VAT Advice for Landlords That Rent Business Property
Landlords that rent property out to businesses who are exempt from VAT may be losing out on tax benefits. Despite the rules being almost 25 years old, the misinterpretation of tax laws with regards the lease of business property has been costing landlords for years.
Overpaid taxes are usually unrecoverable and landlords will have a hard time trying to reclaim them from HMRC. However, the good news is there are certain rules that allow you to avoid paying tax and trying to reclaim it back. One option is to charge the tenant for VAT, although because this is unappealing to the prospect, you may not find tenants so easily. Another option is to refurbish the property and reclaim VAT on expenses.
Claiming VAT on your business property
The problem with trying to reclaim payable tax on business property is only applicable if your tenant runs a business that is exempt from paying VAT on business property such as charities and small businesses that have a turnover of less than £79,000 a year, or when the tenant defaults on payment or when there is no security bond.
One of the most common pitfalls is when tenant fails to pay VAT on goods or services supplied by the landlord, such as rent, machinery, maintenance etc. Where the tenant does default, VAT is payable by the landlord. However, you can avoid this over payment by asking for the first three months rent and the equivalent in lieu as a security payment. This way when the tenant´s contract expires or they default on rent you will have their deposit without already using it to pay for VAT.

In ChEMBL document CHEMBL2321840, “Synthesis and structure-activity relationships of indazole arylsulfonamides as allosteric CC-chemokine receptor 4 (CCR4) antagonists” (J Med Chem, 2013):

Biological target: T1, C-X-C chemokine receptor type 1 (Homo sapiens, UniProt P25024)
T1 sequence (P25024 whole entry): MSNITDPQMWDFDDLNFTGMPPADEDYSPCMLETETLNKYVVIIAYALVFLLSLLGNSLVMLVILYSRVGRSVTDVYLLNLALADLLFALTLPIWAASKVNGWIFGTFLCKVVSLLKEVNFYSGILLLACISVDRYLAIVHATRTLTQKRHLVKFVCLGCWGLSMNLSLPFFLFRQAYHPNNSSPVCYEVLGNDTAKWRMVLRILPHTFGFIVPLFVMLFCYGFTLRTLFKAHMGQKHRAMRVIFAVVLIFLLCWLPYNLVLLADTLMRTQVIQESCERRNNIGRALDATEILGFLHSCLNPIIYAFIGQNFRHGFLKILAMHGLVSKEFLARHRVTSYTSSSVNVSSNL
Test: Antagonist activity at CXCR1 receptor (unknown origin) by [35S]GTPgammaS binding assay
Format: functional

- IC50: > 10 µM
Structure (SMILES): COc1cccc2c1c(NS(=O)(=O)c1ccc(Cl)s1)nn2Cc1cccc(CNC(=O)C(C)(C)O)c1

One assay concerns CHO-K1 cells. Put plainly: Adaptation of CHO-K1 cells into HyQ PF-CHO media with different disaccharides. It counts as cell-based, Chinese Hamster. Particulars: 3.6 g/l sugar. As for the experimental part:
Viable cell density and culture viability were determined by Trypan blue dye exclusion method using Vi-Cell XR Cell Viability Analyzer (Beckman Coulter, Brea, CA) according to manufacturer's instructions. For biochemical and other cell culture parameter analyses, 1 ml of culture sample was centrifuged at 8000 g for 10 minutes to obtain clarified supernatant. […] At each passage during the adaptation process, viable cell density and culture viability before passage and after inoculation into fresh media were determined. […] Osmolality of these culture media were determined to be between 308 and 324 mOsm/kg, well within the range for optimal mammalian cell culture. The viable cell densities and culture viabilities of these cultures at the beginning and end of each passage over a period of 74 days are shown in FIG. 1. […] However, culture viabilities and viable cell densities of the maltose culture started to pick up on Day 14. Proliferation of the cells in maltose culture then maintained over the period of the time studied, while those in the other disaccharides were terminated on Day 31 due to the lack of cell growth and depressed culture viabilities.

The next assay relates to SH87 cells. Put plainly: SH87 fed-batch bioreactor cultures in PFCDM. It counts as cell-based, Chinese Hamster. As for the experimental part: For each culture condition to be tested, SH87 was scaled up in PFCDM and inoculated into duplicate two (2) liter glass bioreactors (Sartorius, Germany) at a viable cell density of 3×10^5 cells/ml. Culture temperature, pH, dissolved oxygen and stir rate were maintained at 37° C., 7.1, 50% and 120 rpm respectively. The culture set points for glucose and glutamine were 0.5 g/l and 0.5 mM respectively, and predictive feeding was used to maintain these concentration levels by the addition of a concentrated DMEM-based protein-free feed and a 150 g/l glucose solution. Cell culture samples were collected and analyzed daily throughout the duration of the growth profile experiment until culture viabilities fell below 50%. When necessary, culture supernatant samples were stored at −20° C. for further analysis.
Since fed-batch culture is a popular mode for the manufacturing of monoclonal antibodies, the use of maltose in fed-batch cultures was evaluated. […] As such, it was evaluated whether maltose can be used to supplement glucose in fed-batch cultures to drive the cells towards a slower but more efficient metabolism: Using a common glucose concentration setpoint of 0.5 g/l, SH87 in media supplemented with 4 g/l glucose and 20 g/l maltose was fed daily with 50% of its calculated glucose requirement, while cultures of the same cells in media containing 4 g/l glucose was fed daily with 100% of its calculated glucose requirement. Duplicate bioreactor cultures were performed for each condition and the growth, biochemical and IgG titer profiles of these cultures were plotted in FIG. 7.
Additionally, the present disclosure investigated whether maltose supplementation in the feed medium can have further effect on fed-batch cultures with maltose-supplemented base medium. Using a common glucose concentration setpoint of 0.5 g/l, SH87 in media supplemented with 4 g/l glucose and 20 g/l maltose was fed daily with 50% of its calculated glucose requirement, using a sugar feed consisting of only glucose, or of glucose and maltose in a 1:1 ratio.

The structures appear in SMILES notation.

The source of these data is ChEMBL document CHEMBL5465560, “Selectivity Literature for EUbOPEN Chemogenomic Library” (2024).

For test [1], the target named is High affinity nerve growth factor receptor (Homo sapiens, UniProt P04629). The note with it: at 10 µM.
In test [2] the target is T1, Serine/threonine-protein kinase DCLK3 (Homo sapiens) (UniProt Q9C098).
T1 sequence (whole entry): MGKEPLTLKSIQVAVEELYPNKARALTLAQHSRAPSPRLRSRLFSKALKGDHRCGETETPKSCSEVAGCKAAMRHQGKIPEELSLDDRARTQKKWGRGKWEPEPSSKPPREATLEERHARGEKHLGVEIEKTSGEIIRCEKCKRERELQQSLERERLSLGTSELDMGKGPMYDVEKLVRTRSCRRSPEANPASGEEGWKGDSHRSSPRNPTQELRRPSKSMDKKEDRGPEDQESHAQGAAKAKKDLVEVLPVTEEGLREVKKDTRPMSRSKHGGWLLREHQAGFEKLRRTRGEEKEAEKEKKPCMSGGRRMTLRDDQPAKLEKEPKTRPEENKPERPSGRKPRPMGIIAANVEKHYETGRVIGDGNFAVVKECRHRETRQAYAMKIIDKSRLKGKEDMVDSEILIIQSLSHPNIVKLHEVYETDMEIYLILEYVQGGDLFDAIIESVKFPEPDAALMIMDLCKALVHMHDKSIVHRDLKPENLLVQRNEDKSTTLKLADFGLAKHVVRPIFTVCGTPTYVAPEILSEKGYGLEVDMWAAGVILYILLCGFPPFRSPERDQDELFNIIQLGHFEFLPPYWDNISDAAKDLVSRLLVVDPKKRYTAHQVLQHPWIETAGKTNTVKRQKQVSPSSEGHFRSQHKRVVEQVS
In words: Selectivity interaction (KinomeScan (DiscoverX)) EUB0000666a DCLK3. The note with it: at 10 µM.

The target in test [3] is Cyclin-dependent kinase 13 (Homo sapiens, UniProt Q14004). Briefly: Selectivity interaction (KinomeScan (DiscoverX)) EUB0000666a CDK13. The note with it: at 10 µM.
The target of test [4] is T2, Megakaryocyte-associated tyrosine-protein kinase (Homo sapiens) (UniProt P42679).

Claiming VAT for wear and tear on business property
Another way of over paying tax on business property is to charge VAT on buildings that are more than three years old or have previously paid VAT. However, there is no tax exemption if your tenants are not liable or are partially exempt for VAT on business property. The only way around this is to claim it as a business expense on your Self Assessment Tax Return form.
Landlords who have used the option to tax their property based on historical rules can ask for it to be removed. This may help you attract clients that are more willing to pay three months security deposit in advance, but is also advantageous to landlords that require new tenants as you can reduce the rental charges on your commercial property.
If your tenants business is not exempt from VAT, you should not have a problem. Simply charge the client and they will reclaim it from the taxman under business expenses.
For more advice about taxable income from business property and ways of avoiding overpayments contact the experts at Taxaccolega, a low fixed fee accountant, on 08000 235 234 or email email@example.com